The Brown & Crouppen Legal Lens takes a closer look at everyday legal issues and gives you a better understanding of topics that may affect you.
ST. LOUIS – Eviction moratoriums have ended. What does that mean for landlords and tenants?
In Missouri, a lease does not have to be in writing. Whether it’s a written or verbal agreement, a renter and landlord have certain rights.
“For example, landlords have rights to collect rent, pursue evictions for lease issues, or seek reimbursements for damaged property; and renters have right to a safe, habitable dwelling, and right to report health and safety violations without any repercussions for reporting them,” Andrea McNairy, managing attorney at Brown & Crouppen, said.
When can a landlord pursue an eviction?
“Without any notice. If you have missed rent payments, a landlord can pursue eviction. If you’re in violation of the terms of your lease, usually they have to give you a 10-day notice of those violations and last reason they can evict is if there are illegal acts happening on the rental property and, depending on the severity of those acts, they may or may not have to give you a 10-day notice,” McNairy said.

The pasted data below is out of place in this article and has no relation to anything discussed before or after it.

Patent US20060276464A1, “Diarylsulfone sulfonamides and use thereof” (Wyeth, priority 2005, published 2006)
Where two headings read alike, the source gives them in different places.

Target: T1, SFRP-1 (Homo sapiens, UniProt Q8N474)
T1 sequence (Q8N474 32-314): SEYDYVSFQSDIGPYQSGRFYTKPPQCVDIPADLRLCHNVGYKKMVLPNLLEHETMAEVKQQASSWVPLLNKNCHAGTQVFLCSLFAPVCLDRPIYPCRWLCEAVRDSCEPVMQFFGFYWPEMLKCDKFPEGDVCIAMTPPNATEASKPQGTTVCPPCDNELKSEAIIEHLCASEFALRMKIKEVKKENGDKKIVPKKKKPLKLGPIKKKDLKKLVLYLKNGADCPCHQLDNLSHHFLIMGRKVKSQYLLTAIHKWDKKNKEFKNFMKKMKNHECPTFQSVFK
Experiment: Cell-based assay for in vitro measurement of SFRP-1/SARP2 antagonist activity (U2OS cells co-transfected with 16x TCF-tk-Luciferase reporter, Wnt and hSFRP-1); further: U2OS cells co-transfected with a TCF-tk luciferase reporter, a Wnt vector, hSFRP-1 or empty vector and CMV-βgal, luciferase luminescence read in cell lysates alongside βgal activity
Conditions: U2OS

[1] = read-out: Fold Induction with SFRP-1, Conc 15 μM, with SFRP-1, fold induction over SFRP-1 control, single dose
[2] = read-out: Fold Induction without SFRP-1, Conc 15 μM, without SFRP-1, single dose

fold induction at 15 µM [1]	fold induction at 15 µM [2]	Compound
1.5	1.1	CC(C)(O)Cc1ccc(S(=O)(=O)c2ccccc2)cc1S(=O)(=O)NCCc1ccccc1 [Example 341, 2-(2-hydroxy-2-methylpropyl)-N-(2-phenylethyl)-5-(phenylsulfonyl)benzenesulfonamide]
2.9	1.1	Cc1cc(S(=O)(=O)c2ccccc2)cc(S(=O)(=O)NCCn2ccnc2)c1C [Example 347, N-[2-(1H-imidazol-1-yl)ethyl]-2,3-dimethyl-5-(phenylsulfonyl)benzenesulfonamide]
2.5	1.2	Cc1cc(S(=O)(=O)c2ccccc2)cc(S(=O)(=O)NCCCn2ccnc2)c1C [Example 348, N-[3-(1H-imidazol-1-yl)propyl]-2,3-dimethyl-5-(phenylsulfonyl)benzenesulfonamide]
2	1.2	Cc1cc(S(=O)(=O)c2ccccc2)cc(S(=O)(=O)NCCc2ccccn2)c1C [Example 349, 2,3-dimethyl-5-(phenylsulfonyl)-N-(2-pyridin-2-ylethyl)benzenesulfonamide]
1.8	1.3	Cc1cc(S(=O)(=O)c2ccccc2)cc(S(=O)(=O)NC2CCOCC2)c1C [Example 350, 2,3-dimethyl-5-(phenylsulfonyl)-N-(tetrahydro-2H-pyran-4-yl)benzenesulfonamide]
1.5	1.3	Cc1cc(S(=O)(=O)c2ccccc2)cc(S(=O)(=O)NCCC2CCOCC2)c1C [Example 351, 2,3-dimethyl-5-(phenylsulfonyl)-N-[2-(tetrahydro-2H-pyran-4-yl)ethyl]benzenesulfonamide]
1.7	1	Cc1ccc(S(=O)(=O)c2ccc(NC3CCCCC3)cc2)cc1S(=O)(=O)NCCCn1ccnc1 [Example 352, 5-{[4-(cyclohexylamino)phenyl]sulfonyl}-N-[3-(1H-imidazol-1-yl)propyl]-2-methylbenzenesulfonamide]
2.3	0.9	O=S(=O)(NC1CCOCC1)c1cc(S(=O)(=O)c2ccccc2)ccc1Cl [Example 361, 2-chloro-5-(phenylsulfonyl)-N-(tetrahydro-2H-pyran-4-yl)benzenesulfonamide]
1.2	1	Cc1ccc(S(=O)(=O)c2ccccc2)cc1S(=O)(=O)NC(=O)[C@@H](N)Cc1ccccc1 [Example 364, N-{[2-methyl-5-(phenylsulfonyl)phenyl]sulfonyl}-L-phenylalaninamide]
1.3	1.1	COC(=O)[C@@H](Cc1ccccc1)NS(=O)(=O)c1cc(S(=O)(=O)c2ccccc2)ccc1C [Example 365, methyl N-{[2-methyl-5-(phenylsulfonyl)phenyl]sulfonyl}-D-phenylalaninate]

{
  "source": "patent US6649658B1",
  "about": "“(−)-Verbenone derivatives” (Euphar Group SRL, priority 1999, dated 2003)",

“Depending on what kind of lease you have, there are certain notice requirements for an eviction. If you’re month-to-month, you get a 30-day notice to leave. If you have a year-to-year lease, a 60-day notice. An at-will lease (meaning oral agreement), Missouri requires a 30-day notice to vacate the premises. But if a landlord starts an eviction process, they have to file with the court and renter has to be served with process of service and they get a chance to respond in court.”
So when can a renter seek to terminate a lease?
“It depends on terms of the lease, but common ones are if there’s an early termination clause and you followed the lease, or you’re active duty military and you have been called to service, or your property is uninhabitable, or landlord harasses you,” McNairy said.